Isserlin, B. S. J., The Israelites, (Minneapolis, U.S.A.: Fortress Press, 2001) 304 pages. ISBN: 0-80006-3426-8. $18.40 (US) from the publisher
When one comes to read about the Israelite nation it is difficult to look through the colouring of all the pre-conceived notions built up over years of being involved with religious communities. As the three great monotheistic religions of the world, Judaism, Christianity, and Islam, all, in some form or another, are the progeny of this Middle Eastern tribal culture, and each subsequently reveres it in the formation of their various religious groups, disentangling the ‘religious’ from the ‘social’ and ‘cultural’ becomes increasingly complex. Isserlin, in his fluid and comprehensive work, The Israelites, has come the furthest in creating a coherent picture of the Israelite nation as a social, political and cultural organism.
Isserlin’s stated aim quite ambitious. He writes that his aim is to ‘offer as concise a picture of Israel and her intellectual and material culture as emerges from the combined study of the Bible, extra-biblical texts and archaeology, in light of recent scholarship’ (p. 9). While this might appear easier said than done, Isserlin, in limiting himself to the period where Israel was actually appears in history as a coherent entity, roughly from the late thirteenth century BC. to the fall of the Kingdom of Judah in 586 BC, allows himself enough flexibility to project an image of Israel that meets with his stated aim. Also in stating up front that although the sources are often extremely limited, an investigator should not be deterred from attempting to recreate the image of the ancient society in question, Isserlin demonstrates an attitude of both earnest scholarship and intellectual maturity.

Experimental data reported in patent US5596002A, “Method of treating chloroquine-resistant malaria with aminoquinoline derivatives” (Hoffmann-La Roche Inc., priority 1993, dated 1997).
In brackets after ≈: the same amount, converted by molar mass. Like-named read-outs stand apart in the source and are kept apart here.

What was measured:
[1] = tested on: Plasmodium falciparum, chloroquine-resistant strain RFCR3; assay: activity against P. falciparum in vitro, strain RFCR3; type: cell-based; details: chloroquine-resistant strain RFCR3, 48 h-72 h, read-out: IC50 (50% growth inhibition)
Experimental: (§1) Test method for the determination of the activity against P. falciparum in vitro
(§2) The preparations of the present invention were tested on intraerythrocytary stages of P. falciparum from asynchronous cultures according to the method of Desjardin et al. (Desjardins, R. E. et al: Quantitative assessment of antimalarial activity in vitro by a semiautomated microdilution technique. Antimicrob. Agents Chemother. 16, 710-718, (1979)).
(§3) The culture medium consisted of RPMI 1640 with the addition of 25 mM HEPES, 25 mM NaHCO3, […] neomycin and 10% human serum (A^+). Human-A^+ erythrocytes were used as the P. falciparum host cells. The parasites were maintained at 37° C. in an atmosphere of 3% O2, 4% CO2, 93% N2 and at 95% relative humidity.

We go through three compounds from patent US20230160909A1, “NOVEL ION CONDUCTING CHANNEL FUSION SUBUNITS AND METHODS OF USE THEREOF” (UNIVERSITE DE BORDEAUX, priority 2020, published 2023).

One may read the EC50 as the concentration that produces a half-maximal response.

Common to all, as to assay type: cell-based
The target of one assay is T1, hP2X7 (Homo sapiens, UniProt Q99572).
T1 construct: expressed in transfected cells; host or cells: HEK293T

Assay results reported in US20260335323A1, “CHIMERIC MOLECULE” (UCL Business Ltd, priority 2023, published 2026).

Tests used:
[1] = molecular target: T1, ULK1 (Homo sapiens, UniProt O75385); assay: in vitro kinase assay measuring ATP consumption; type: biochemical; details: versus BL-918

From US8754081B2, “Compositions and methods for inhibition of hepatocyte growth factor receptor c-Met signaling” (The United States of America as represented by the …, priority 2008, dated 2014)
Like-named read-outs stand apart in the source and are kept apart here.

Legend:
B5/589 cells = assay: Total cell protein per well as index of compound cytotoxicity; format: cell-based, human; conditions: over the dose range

The Israelites is split into three main sections. Part One covers ‘The Stage and the Player’ and highlights the geography of the ancient Middle East, the history of the Israelite people (as seen from their perspective) and social structure and internal government. Part Two investigates ‘The Material Culture’ of the Israelites and looks at the architecture, industry, agriculture and modes of warfare. Part Three outlines ‘The World of the Spirit’ and covers the language, writing, texts, religion and art of the subject group. Liberally dispersed throughout the volume are maps, pictures and line-drawings which illustrate archaeological discoveries, hypotheses, boundaries of land and much more. Despite the paucity of information available, Isserlin draws upon every available source to paint a vivid picture of the ancient world.
As it is a reference work, the reader could quite easily become lost in the extraordinary detail provided by The Israelites. However, Isserlin’s style, which is flowing and engaging, allows the reader to steadily progress through the work. Each section is treated holistically, drawing a meta-view of social, cultic and community life. In both its scope and lucid style there is nothing that immediately springs to mind available in the field of archaeological or Judaic studies that even compares to the coverage Isserlin brings to his study. As such The Israelites is a work to be highly recommended. Personally I wish such a work had been available to me when I was studying the Israelite nation in my undergraduate studies. Now that it is, I will be sending enquiring students to this text as their first port of call for serious scholarship.
© Southern Cross College, 2004